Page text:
In the spirit of regeneration, Milne now plans to replace the derelict symbol of unsustainable farming with NFTI's new farm campus, complete with greenhouses, livestock grazing areas, outdoor gardens, and hardy orchards, along with classrooms and housing for staff and students.
Right now, the site consists of a series of meadow clearings surrounded by mixed forest with a spectacular view of the Hay River valley below. Though the collapsing structures and rusted-out junk vehicles that litter the area need to be removed or salvaged for parts, Milne and her staff are already excitedly pointing out where the students' yurts are going to go, where berry bushes will be planted, where a cafe and garden market could thrive, and where students from as far as Nunavut can, in the future, fully immerse themselves in experiential learning.
"The beauty of having the institute is it will give us the capacity, as the students increase in their skill set, to allow them to be able to come for longer periods of time," Milne said. "So if someone wants to move to specialization—say you just really love greenhouses—we could have interim positions of a month, three months, a whole year, whatever, to learn that whole process."
Forest farm animals
Tromping through mud at the old hog barn lot, Milne openly imagines pigs roaming the area as the naturally forest-dwelling creatures they are, helping to restore and fertilize the soil, just as the institute's two existing sows have done back at her own farm, the current home base for NFTI. There, two bulky, black Berkshires—named Sophie and, perhaps more aptly, Greasy Bacon—have as a duo managed to transform an entire muskeg, or boreal swamp, into usable growing land by rooting up tree stumps and churning up the ground.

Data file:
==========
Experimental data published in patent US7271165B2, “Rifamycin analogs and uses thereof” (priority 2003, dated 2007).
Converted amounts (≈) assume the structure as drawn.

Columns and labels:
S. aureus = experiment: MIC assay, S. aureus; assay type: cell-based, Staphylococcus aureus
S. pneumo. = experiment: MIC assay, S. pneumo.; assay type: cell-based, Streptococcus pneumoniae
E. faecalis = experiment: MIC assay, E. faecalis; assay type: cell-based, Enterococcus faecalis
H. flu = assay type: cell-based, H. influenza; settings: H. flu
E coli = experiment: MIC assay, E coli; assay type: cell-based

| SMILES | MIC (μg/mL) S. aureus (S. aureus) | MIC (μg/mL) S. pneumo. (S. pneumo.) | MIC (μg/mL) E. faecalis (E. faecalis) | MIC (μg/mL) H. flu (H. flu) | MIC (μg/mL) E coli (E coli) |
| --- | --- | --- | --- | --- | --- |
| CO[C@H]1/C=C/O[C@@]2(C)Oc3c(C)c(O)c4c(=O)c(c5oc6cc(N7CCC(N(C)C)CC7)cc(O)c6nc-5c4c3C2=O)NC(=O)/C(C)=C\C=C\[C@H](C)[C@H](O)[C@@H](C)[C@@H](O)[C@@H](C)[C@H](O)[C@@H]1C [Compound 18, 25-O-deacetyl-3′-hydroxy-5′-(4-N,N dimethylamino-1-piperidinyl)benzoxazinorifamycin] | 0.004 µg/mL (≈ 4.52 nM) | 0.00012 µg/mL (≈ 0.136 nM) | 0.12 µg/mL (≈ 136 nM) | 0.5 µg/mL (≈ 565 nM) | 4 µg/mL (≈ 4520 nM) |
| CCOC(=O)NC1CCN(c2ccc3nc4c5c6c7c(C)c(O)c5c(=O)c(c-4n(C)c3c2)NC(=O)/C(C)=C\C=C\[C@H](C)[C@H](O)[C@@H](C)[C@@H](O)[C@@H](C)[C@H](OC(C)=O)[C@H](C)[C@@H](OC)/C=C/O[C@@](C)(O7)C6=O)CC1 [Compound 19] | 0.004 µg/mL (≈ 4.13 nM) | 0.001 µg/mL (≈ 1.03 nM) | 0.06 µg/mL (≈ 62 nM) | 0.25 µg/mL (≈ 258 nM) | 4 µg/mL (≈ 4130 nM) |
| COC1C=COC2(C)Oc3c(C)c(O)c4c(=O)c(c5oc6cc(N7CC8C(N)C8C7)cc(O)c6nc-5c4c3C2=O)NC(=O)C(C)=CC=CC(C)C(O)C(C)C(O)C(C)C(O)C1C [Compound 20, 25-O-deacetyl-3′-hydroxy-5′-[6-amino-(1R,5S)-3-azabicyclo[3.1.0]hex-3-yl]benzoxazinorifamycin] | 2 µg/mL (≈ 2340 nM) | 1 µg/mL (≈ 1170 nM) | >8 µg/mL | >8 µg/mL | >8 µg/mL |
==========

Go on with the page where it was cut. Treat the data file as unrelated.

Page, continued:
The pigs' work highlights a portion of the research being conducted at NFTI, which looks to find ways to incorporate animals into the overall agricultural system that flows with nature rather than works against it—a model known as permaculture, and one that recently earned NFTI the honor of becoming the first Savory Institute hub in Canada.
The animals aren't just there to till soil, however. Not only is meat culturally significant in the North, but it is also crucial for providing enough calories and protein in an area where nuts and legumes can't be produced in large enough quantities.
At the same time, climate change, industrial activity and increased human pressures on wild animals have meant certain species, especially caribou, are dwindling in the NWT, adding to the food security crisis. Milne believes domestic meat, done sustainably, can lend a helping hand to wild herds and the communities that depend on them.
"The more harsh the climate is, the diet tends to be more meat-based. So if we're to let nature recover—say, for example, the caribou seem to need a little bit of rest—we're still going to eat meat," she said. "So how can we have a domestic system that we can rely on so we can take the pressures off the different wild systems? We have to be able to do it in an authentic, sustainable way, so we have to look at what types of animals would be best suited here."
Along with pigs, NFTI already has its own chickens and a tiny herd of Dexter-Galloway cattle, thickly coated little creatures capable of producing milk and meat. These days, Milne is also looking into sheep, who apart from their obvious benefits to humans as a source of meat, dairy and wool, are "browsers," meaning they can be used to regenerate forests by grazing down certain plants after a wildfire in order to encourage reforestation.
After fires consumed 3.5 million hectares of forest in the NWT last year, Milne suspects that sheep, tended to by some large guardian dogs to ward off bears and wolves, could not only thrive in the territory, but actually work with nature to facilitate quicker regrowth of the ecosystems on which so many wild animals depend.
The same goes for reindeer, another species being considered by NFTI. Milne is researching what it would take to manage a domestic herd of the ungulate that would provide similar benefits to the forest along with spectacular food for a region defined by people's relationship to caribou and moose meat.
"Learning about the different animals is connected to what they eat. Some are very much grass eaters, others eat leaves and weeds, so ensuring there will be more natural food for the animal here is going to help," she said. "We're really looking at that. That'll be probably one of the funnest parts to implement, but with animals you've got to really make sure the system is in place."